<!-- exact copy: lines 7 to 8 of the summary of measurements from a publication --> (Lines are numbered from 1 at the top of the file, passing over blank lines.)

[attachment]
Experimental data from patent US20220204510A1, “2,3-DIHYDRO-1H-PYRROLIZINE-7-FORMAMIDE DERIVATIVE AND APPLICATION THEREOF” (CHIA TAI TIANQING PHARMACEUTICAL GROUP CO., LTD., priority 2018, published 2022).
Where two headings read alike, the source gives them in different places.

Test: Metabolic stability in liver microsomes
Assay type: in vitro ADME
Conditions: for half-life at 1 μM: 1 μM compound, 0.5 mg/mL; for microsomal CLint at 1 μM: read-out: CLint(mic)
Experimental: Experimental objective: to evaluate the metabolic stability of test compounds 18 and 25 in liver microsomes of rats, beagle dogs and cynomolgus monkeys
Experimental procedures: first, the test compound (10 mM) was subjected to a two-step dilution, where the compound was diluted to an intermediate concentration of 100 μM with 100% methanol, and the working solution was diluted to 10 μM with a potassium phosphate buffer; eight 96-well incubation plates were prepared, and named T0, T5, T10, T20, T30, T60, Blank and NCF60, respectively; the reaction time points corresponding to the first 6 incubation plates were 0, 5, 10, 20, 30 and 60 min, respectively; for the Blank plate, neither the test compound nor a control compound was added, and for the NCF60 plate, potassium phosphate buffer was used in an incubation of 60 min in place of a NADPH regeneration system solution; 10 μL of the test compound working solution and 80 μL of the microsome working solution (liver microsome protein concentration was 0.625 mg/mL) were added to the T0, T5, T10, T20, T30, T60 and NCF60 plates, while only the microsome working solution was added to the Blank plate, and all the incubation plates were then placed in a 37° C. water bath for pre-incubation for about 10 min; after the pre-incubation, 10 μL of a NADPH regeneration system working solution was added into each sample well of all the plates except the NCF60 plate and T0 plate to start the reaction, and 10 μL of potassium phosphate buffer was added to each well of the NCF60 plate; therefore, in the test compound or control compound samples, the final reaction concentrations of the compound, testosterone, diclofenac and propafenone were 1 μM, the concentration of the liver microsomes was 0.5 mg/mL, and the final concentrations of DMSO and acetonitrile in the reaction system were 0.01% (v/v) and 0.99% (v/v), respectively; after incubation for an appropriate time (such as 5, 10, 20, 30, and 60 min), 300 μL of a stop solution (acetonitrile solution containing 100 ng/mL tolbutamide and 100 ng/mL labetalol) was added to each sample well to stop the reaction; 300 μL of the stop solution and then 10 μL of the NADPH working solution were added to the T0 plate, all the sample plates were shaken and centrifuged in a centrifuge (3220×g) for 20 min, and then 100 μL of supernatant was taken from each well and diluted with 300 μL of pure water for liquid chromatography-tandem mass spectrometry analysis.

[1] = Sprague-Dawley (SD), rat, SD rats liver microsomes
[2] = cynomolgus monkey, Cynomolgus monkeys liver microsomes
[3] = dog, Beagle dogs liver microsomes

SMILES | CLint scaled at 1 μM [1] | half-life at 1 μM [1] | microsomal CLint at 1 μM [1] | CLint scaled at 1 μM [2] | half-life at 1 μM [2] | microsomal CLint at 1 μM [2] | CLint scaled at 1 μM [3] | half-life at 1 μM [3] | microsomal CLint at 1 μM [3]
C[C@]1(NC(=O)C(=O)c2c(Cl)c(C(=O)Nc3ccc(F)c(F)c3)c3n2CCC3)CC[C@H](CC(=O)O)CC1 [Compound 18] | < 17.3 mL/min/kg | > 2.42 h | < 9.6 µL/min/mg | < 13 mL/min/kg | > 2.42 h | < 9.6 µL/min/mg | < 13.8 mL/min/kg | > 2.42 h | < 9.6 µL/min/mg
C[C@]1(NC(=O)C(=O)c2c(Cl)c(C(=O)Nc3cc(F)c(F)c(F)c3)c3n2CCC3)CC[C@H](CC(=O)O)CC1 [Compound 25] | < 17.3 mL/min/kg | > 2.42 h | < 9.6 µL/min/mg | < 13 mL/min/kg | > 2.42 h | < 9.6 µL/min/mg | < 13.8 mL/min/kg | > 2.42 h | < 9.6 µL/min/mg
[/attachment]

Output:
Experimental procedures: first, the test compound (10 mM) was subjected to a two-step dilution, where the compound was diluted to an intermediate concentration of 100 μM with 100% methanol, and the working solution was diluted to 10 μM with a potassium phosphate buffer; eight 96-well incubation plates were prepared, and named T0, T5, T10, T20, T30, T60, Blank and NCF60, respectively; the reaction time points corresponding to the first 6 incubation plates were 0, 5, 10, 20, 30 and 60 min, respectively; for the Blank plate, neither the test compound nor a control compound was added, and for the NCF60 plate, potassium phosphate buffer was used in an incubation of 60 min in place of a NADPH regeneration system solution; 10 μL of the test compound working solution and 80 μL of the microsome working solution (liver microsome protein concentration was 0.625 mg/mL) were added to the T0, T5, T10, T20, T30, T60 and NCF60 plates, while only the microsome working solution was added to the Blank plate, and all the incubation plates were then placed in a 37° C. water bath for pre-incubation for about 10 min; after the pre-incubation, 10 μL of a NADPH regeneration system working solution was added into each sample well of all the plates except the NCF60 plate and T0 plate to start the reaction, and 10 μL of potassium phosphate buffer was added to each well of the NCF60 plate; therefore, in the test compound or control compound samples, the final reaction concentrations of the compound, testosterone, diclofenac and propafenone were 1 μM, the concentration of the liver microsomes was 0.5 mg/mL, and the final concentrations of DMSO and acetonitrile in the reaction system were 0.01% (v/v) and 0.99% (v/v), respectively; after incubation for an appropriate time (such as 5, 10, 20, 30, and 60 min), 300 μL of a stop solution (acetonitrile solution containing 100 ng/mL tolbutamide and 100 ng/mL labetalol) was added to each sample well to stop the reaction; 300 μL of the stop solution and then 10 μL of the NADPH working solution were added to the T0 plate, all the sample plates were shaken and centrifuged in a centrifuge (3220×g) for 20 min, and then 100 μL of supernatant was taken from each well and diluted with 300 μL of pure water for liquid chromatography-tandem mass spectrometry analysis.

[1] = Sprague-Dawley (SD), rat, SD rats liver microsomes